Butcher Block Kitchen Island | Kitchen Makeover Reveal | House by the Bay Design

Custom DIY Butcher Block Island Top

Our affordable DIY butcher block countertop solution for an oversized 92” x 47” island. Sure, you can spend a bunch of money on a custom island top or hours cutting and gluing together wood for a truly DIY butcher block, but why not compromise with an affordable, time-saving solution using prefabricated butcher block countertop pieces?

Kitchen Renovation Makeover Reveal | Spring 2018 One Room Challenge | House by the Bay Design

When we decided to our epic kitchen renovation a few years ago we knew we wanted to add an oversized island with a butcher block countertop. After doing some research and getting some quotes I discovered that we would need a custom piece of butcher block. The best quote we received was about $850 and neither Chris or I wanted to spend the time actually making our own butcher block strip by strip.

Our solution? Inexpensive butcher block countertop pieces, cut to size and laminated together to create a custom island top. The total cost of this project was about $410 USD – the teak is regularly more expensive (would have been $550 total), but was incorrectly marked in store so we got a deal – bonus!

You can find more details in my DIY kitchen island tutorial to see how we built our oversized 92” x 47” island.

DIY Butcher Block Island Top Materials

You will also need a saw to cut the countertop pieces to fit. I highly recommend using a table saw for this and have a few people to help hold the weight when cutting (ours were about 75 lbs each).

A good circular saw and jig would also work but you have to make sure your cuts are perfectly straight and you cut on the underside in case your saw marks the surface at all (ours sometimes does).

Measuring & Cutting the Top

The prefabricated countertop pieces we bought from Lumber Liquidators were 25″ x 96″ and the total size we needed for our top was 47″ x 92″. We cut 4″ off the end of each piece and then cut one piece lengthwise to 22″. We wanted to make sure that the seam between the two countertop pieces was off centre so that it would be fully supported.

One of the reasons why we chose the Lumber Liquidators countertops was that the edges are square which means you can glue the factory edges together and not worry too much if your cut edge is imperfect.

Glue the Top Together

Once the countertop pieces are cut to size, we used Titebond III wood glue (which is rated safe for indirect food contact) down the centre seam and giant pipe clamps to keep the whole thing together.

To make sure the pipe clamps didn’t leave any marks in the wood, we used a few small layers of cardboard as padding.

Install onto Base Cabinets

Once the glue on the Island top was dry, we installed it to the base by installing screws up through the IKEA base cabinets and the mini stud wall. To support the overhang, Chris built some legs out of MDF (more on that in our DIY island tutorial).

DIY Kitchen Island with butcher block countertop installed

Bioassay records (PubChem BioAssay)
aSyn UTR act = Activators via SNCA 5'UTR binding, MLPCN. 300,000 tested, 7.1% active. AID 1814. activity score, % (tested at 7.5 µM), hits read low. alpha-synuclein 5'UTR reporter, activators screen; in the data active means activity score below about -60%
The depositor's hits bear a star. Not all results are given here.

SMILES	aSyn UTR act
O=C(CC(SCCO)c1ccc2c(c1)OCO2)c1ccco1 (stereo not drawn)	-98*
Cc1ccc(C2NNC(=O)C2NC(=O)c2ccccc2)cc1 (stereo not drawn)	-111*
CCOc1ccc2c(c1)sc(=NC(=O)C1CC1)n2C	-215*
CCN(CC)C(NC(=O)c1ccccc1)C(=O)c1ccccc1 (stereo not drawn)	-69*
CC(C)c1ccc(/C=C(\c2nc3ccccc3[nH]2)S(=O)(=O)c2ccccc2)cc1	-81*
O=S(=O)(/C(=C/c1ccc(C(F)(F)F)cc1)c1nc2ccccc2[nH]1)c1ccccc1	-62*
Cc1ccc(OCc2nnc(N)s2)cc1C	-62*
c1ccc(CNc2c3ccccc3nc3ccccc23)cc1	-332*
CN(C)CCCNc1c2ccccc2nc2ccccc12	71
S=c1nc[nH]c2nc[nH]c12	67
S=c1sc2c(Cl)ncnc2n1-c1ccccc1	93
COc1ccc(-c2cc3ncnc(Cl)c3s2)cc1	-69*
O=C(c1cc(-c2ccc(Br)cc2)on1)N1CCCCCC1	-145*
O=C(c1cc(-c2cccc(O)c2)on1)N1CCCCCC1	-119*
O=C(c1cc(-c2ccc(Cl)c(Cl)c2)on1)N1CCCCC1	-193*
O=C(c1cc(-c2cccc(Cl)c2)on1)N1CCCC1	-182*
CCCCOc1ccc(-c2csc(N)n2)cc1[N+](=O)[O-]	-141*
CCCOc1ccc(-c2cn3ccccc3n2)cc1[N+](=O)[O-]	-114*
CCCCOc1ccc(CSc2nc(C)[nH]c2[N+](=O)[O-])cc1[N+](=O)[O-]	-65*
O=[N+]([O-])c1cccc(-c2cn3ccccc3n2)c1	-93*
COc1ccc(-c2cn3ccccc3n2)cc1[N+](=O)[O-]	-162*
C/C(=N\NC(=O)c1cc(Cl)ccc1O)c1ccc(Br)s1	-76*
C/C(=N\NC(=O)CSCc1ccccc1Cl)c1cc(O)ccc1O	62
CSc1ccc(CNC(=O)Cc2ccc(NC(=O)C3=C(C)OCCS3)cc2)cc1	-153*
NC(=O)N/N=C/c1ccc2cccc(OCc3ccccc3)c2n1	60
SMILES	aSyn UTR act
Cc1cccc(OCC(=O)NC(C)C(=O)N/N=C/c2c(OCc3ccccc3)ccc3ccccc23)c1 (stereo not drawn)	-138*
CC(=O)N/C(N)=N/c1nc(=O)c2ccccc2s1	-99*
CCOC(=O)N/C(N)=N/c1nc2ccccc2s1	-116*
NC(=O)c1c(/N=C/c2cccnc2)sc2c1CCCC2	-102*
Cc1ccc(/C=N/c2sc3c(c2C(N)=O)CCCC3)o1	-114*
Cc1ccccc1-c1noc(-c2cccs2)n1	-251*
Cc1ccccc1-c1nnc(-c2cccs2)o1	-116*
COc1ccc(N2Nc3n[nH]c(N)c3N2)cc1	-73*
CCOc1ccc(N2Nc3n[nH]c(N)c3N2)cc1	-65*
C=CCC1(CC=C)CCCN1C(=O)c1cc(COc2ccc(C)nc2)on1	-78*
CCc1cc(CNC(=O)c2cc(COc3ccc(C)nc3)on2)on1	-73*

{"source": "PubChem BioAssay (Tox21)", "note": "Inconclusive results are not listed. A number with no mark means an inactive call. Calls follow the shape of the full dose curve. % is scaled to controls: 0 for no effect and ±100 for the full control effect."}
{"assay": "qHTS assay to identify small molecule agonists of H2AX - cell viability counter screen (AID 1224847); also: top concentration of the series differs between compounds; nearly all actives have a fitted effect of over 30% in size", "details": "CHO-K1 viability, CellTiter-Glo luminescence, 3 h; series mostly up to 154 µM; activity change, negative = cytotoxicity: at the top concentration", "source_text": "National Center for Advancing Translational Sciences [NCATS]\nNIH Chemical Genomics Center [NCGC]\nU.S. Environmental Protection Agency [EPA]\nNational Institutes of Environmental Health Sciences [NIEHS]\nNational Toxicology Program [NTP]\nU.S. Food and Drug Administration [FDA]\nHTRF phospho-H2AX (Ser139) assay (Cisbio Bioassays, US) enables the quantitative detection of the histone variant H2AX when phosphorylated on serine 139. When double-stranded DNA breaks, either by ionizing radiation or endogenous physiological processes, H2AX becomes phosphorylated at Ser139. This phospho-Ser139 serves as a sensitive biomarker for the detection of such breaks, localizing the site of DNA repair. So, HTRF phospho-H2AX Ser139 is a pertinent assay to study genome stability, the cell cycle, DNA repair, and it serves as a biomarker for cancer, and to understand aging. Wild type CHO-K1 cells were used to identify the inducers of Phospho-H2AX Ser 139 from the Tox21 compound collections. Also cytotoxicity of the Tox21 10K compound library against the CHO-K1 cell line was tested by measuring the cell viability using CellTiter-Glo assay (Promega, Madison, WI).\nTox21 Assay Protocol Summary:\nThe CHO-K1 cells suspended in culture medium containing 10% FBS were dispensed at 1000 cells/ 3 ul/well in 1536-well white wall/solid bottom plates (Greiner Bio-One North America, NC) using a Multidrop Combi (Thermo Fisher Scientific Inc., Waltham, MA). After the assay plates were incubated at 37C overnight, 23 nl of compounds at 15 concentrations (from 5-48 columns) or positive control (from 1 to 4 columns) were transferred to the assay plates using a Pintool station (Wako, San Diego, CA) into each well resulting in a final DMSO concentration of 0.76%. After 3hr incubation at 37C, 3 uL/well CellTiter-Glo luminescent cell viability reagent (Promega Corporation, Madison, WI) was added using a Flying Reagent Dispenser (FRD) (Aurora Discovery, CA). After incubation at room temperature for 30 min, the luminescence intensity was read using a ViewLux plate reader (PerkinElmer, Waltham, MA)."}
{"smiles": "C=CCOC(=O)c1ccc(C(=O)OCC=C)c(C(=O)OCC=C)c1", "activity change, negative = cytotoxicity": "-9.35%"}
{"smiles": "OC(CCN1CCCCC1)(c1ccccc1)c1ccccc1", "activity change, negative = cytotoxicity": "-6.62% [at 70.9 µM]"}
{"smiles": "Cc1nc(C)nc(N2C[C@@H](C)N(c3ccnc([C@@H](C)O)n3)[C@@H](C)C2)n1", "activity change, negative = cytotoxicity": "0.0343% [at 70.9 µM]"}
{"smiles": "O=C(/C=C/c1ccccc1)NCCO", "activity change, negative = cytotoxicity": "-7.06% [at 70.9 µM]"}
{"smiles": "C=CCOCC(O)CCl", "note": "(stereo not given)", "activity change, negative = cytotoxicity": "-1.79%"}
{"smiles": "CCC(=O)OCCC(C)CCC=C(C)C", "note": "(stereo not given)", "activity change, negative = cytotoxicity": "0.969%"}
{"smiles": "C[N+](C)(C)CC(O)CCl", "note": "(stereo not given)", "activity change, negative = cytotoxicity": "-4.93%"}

Hide the Seam with Hand Tools

After the top was nice and secure, Chris used a hand planer to remove any glue that had seeped up to the top and then sanded the entire top with our orbital sander to smooth out any unevenness on the top and the edges.

Save some of the wood shavings from this and mix together with some of the titebond to create a custom colour matched wood filler – this will help with any gaps you need to fill in the seam.

Finish the Edges for a Professional Look

Once Chris was happy with the seam (or lack of seam, he’s a perfectionist) he used our router to finish off the outside edges with a slight curve. This gave it a really custom look – plus those corners were sharp!

How Hidden is that Seam?

Let me put it this way…We’ve had many friends come over say something like:

“It looks amazing! Of course I know where the seam is, but most people would never know”

But you know what? Almost all are are actually wrong .

Sure, if you look really, really closely at the ends (in person) you can clearly see where the seam is. Our attitude? No one should be looking that closely at ANY of our DIY projects.

If that’s the kind of thing that will drive you nuts, you can easily fix it by sanding and using your DIY wood filler on the bottom of the overhang as well.

Protecting your Butcher Block

The last step to finish off the island top is to add a protective coating to the butcher block.

Keep in mind, the colour of the wood will be very different once treated. When we first opened up the boxes I freaked out because the teak wood was so light and had what looked like neon orange stripes. After adding the oil finish, however, it mellowed out into a deeper warm brown.

For our top we have been using regular ole mineral oil. We oiled it every week for the first month, then monthly for the first year – now we do it ever 3 months or so. Simply pour some on and use a shop towel to spread the oil around the entire surface. The wood will absorb it pretty quickly and, after leaving it overnight, wipe up the excess with a clean show towel.

I’ll be honest, I really hate the mineral oil (even after you wipe up the excess the counter can still feel oily for a couple of days) but we bought so much of it we’re using it up before we try something else. Once our stash is used up I really want to try beeswax which I hear is a great alternative – Alex at Northstory & Co. did a great post on this.

At the time I’m writing this tutorial it’s been two years since we did our renovation and both our island and butcher block top are holding up great. If you decide to create your own island top using this method I’d love to see your photos so make sure to tag me on Instagram @housebythebay!

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